Monday, February 07, 2005

Atlantic crossing

Democracy. In the Old World, parents talked late into the night about the possibility of a voyage, about how much it would cost, about the hopeful opportunities that possibly awaited them upon new soil. I can imagine the children listening in the bed or room next to them. I can imagine them waking up with a new type of excitement, a new type of fear, imaginings unlike before. Perhaps they played games outdoors of how they would ward off an Indian attack. Or, how they would live in the big house on their own acreage. Or, what it would be like to have running water in their own apartment. Or, what American girl or boy they would one day marry.

I felt like an Old World parent when I chatted with Cody this morning. He had never heard of the word "democracy", that it was a government in which the people voted for their own leader; a government set up to protect the freedom of the people. His questions roamed freely, and we talked about alternatives like monarchy and dictatorship. I introduced him to Hitler, to the lines that formed at the concentration camps upon arrival, how bad bias caused horrible deaths, how it caused Hitler to self-destruct in the face of approaching enemies. Cody couldn't believe it and asked me to stop describing it (for some reason, that time era has always fascinated me).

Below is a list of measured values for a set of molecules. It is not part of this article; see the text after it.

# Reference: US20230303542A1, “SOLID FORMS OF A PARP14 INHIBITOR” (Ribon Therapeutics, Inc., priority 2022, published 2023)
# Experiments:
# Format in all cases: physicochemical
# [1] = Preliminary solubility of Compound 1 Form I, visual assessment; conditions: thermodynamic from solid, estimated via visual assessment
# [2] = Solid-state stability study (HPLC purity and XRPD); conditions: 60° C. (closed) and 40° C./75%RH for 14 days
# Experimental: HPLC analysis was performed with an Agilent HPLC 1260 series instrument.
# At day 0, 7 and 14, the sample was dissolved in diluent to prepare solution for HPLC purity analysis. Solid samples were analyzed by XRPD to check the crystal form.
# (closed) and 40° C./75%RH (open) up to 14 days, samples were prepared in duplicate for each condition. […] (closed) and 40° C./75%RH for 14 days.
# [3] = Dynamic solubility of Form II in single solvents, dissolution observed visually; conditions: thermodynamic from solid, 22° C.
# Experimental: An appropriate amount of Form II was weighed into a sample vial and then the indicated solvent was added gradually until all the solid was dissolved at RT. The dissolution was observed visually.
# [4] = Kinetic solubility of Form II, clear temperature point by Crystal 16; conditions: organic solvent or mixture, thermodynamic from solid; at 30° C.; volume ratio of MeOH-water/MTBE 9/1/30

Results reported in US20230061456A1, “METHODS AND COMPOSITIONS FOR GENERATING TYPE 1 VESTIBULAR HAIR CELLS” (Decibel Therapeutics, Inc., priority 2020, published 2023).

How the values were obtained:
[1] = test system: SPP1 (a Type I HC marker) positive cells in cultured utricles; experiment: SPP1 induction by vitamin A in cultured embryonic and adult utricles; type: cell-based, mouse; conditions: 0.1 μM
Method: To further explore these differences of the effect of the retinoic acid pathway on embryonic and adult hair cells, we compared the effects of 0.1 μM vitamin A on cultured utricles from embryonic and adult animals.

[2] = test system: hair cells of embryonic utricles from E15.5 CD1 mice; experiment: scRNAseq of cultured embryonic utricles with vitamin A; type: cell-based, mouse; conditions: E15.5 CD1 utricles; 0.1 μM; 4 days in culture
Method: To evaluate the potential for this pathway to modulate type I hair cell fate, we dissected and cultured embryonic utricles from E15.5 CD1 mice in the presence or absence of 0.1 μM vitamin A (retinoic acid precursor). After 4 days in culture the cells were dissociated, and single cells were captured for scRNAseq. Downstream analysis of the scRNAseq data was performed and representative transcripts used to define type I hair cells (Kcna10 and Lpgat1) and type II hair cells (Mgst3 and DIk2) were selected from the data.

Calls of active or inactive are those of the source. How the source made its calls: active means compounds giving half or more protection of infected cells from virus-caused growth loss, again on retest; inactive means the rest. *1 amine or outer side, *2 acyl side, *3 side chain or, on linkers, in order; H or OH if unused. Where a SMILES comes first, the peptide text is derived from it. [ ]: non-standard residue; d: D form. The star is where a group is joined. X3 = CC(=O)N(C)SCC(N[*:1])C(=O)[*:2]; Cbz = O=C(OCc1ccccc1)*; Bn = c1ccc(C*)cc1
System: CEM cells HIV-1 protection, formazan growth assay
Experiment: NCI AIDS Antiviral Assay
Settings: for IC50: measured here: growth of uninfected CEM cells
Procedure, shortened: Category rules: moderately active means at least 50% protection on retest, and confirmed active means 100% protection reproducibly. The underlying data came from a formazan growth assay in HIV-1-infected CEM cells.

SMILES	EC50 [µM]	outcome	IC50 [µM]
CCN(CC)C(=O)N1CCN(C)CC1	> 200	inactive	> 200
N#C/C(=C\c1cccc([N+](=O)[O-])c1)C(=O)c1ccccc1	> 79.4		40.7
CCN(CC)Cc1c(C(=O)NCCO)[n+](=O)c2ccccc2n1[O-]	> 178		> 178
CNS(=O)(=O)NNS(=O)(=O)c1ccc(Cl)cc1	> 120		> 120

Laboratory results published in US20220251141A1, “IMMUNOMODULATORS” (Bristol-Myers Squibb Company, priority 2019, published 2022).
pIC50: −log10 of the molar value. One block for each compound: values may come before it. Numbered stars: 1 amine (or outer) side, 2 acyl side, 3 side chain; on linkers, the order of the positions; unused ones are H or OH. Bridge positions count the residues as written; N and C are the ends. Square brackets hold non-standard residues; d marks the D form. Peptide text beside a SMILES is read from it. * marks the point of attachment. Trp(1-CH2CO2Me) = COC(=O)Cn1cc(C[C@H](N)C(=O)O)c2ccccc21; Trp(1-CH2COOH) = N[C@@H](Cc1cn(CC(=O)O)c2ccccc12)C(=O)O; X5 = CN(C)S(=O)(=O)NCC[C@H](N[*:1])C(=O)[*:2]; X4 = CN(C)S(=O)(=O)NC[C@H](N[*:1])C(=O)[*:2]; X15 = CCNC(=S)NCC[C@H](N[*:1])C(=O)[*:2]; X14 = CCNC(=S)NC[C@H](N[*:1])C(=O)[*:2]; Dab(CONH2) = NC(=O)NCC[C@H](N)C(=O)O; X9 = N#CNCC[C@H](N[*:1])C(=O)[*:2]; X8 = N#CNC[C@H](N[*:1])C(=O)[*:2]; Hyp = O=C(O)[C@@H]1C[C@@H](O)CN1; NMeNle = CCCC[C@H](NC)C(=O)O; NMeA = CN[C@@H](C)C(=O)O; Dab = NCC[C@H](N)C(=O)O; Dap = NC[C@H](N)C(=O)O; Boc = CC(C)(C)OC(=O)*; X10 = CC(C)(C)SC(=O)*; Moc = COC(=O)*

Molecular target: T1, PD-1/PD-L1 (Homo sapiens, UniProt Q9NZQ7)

We talked about Stalin and the freedom to worship, and how he burned the churches down or converted them to political meeting places.

I told him about how our country was young and fought to win freedom for everyone, which we did. He asked, "Well, what about the slaves then?"

Ah, perception. Democracy is growing, evolving, with some serious mistakes to make up for.

We talked about our gift, our country that gives us freedom and choice. It was so cool to be part of that discussion and query instead of handing it to the school to teach. I was there! We were like immigrants looking faraway at what is offered in a new place with a progressive spirit, with a flame for liberty and justice. Then, our living room was an Ellis Island of sort; we entered, looked around and saw what good things our country had to give after struggles.

And, we sit in our living room as a result studying what went before us. Amazing stories. Amazing fortune to be part of such a place.

That's it from central America 2005!


1 comment:

lady laura said...

Isn't it wonderful to be able to look at an "old" concept, a taken-for-granted ideal through the eyes of your child and see it anew yourself? A blessing of homeschooling.....:-)